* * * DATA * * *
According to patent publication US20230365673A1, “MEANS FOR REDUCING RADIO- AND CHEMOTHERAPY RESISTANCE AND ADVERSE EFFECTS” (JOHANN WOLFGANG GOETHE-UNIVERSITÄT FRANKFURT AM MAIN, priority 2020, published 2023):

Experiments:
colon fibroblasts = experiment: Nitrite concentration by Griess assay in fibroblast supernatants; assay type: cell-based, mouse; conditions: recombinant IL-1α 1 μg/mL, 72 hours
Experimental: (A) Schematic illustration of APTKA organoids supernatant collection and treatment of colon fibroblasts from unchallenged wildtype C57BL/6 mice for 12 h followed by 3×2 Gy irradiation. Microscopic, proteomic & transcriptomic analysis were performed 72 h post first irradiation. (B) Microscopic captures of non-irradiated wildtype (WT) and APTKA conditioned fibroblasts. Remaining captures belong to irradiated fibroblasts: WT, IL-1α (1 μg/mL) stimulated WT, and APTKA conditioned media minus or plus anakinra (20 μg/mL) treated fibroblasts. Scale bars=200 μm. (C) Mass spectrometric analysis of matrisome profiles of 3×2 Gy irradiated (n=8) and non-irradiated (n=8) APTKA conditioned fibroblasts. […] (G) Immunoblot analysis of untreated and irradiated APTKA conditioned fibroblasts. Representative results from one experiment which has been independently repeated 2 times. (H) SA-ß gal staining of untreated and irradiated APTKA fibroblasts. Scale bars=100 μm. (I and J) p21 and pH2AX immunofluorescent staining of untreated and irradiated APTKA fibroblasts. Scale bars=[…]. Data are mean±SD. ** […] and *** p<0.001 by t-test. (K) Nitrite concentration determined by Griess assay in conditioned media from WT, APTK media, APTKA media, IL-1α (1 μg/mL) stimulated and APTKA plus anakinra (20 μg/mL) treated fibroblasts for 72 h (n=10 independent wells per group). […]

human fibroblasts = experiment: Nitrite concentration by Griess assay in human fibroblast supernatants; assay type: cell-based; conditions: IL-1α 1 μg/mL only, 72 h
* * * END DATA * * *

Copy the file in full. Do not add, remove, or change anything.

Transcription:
According to patent publication US20230365673A1, “MEANS FOR REDUCING RADIO- AND CHEMOTHERAPY RESISTANCE AND ADVERSE EFFECTS” (JOHANN WOLFGANG GOETHE-UNIVERSITÄT FRANKFURT AM MAIN, priority 2020, published 2023):

Experiments:
colon fibroblasts = experiment: Nitrite concentration by Griess assay in fibroblast supernatants; assay type: cell-based, mouse; conditions: recombinant IL-1α 1 μg/mL, 72 hours
Experimental: (A) Schematic illustration of APTKA organoids supernatant collection and treatment of colon fibroblasts from unchallenged wildtype C57BL/6 mice for 12 h followed by 3×2 Gy irradiation. Microscopic, proteomic & transcriptomic analysis were performed 72 h post first irradiation. (B) Microscopic captures of non-irradiated wildtype (WT) and APTKA conditioned fibroblasts. Remaining captures belong to irradiated fibroblasts: WT, IL-1α (1 μg/mL) stimulated WT, and APTKA conditioned media minus or plus anakinra (20 μg/mL) treated fibroblasts. Scale bars=200 μm. (C) Mass spectrometric analysis of matrisome profiles of 3×2 Gy irradiated (n=8) and non-irradiated (n=8) APTKA conditioned fibroblasts. […] (G) Immunoblot analysis of untreated and irradiated APTKA conditioned fibroblasts. Representative results from one experiment which has been independently repeated 2 times. (H) SA-ß gal staining of untreated and irradiated APTKA fibroblasts. Scale bars=100 μm. (I and J) p21 and pH2AX immunofluorescent staining of untreated and irradiated APTKA fibroblasts. Scale bars=[…]. Data are mean±SD. ** […] and *** p<0.001 by t-test. (K) Nitrite concentration determined by Griess assay in conditioned media from WT, APTK media, APTKA media, IL-1α (1 μg/mL) stimulated and APTKA plus anakinra (20 μg/mL) treated fibroblasts for 72 h (n=10 independent wells per group). […]

human fibroblasts = experiment: Nitrite concentration by Griess assay in human fibroblast supernatants; assay type: cell-based; conditions: IL-1α 1 μg/mL only, 72 h